MyCiTi bus dispute drags on
A contractual dispute between the City of Cape Town and the N2 Express Joint Venture operating company that services the Mitchells Plain-to-CBD route has seen the service come to a grinding halt, with no end in sight.
Purchase said negotiations were ongoing, but the ANC’s Xolani Sotashe was not buying her stance.
Sotashe, the ANC leader in the city council, said Purchase was “reflecting the arrogance and the ignorance of her political party”.
“They are not interested in commuters’ needs. How come they are taking so long to negotiate for something that they knew long ago. She has no clue about her role,” Sotashe said.
Brett Herron, Purchase’s predecessor and now Good member in the provincial legislature, said the City had known for over a year that the taxi operator partners in the joint venture company that operated the service wanted to increase their operational role.
“The City paid for the capacity building of the taxi operators and their staff through a programme run by the University of Cape Town so that they could ultimately operate as stand-alone operators,” Herron said.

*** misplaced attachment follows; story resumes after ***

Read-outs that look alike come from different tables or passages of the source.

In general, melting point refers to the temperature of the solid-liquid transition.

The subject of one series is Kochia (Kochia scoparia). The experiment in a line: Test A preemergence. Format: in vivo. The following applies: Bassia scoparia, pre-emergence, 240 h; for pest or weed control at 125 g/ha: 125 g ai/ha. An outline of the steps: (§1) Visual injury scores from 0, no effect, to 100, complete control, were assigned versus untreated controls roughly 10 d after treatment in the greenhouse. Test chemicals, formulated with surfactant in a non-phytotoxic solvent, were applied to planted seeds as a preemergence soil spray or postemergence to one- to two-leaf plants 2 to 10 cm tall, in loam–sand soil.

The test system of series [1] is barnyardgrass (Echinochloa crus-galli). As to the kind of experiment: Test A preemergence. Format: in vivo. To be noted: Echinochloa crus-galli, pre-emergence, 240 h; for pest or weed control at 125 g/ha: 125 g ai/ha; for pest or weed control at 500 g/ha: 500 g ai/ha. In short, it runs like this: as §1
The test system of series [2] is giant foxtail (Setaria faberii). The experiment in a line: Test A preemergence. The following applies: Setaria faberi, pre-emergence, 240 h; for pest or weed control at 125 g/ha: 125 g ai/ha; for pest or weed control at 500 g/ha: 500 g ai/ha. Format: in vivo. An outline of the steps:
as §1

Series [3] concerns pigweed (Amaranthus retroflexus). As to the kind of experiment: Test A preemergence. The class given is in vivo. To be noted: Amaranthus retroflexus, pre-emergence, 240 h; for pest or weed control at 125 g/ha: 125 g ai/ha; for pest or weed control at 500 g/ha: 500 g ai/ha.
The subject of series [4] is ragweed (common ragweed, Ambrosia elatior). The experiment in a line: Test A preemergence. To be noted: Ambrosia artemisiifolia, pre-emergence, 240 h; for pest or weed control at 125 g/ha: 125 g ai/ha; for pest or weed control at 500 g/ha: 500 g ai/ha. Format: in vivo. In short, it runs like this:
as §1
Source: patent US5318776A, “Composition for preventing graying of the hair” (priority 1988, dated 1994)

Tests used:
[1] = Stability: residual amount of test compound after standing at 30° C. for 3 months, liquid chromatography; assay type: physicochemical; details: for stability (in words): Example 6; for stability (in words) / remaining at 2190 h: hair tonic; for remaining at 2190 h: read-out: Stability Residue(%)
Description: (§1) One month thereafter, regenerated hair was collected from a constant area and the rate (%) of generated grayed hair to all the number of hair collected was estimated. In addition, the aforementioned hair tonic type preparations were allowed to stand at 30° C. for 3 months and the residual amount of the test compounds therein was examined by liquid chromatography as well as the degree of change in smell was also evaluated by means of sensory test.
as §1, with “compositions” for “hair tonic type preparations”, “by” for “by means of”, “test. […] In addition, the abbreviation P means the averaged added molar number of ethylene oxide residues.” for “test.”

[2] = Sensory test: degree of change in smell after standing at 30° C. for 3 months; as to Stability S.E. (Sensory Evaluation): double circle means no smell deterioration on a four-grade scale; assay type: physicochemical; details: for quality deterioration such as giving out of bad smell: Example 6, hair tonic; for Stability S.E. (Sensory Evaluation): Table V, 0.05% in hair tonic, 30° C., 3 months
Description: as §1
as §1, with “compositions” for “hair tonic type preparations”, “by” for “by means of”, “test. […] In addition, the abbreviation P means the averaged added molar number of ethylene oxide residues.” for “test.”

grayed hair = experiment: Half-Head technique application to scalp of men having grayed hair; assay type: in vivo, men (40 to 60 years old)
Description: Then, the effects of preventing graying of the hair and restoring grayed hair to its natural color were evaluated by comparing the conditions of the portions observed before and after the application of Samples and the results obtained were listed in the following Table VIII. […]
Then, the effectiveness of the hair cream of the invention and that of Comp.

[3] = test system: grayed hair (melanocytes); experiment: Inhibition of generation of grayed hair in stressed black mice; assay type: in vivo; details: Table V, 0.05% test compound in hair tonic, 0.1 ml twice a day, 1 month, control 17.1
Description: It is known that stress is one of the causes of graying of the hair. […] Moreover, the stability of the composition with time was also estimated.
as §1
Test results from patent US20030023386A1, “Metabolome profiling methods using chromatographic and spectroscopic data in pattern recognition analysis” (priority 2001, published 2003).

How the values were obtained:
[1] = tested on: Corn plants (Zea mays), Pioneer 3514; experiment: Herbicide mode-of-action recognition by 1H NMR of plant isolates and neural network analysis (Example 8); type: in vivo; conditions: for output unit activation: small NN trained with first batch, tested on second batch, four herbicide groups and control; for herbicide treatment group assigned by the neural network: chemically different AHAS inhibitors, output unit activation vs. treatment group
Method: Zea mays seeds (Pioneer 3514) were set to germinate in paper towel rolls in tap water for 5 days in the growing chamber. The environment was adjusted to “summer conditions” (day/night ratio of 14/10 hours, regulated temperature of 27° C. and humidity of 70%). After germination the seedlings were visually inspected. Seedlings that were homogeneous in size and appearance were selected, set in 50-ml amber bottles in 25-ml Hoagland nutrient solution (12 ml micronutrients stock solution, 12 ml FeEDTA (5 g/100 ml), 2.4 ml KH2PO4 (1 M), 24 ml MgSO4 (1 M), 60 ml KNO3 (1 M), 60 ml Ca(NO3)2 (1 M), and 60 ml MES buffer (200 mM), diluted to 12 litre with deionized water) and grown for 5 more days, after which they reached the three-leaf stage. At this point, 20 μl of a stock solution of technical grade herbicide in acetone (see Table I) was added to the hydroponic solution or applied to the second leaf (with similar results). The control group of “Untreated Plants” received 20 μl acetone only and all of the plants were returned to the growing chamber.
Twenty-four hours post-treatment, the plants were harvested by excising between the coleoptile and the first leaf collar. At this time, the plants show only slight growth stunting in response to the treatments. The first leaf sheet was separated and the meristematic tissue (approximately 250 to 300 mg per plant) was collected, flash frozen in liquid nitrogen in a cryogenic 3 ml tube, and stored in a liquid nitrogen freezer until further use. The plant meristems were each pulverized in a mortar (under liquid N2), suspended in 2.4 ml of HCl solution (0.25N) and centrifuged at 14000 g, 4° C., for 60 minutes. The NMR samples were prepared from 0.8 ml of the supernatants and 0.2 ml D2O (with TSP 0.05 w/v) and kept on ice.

“It seems to me that the city has not been adequately engaged with the question of how to make this work. It’s a narrow question that should have been negotiated with some authenticity over the last year.”
He said he was concerned that the city leadership was not adequately engaged with or concerned about the issue. “I acknowledge that the project is complex and the empowerment component is complicated to navigate. Negotiations invariably leave parties settling on a compromise position.”
He said in his experience, the bus and taxi partners in the joint venture were committed to commuter-focused solutions and had conducted negotiations responsibly.
Taxi organisation Codeta’s lawyer, Barnabas Xulu, said they had received an offer from the city, “which I can not disclose for now, due to ongoing engagements”.@SISONKE_MD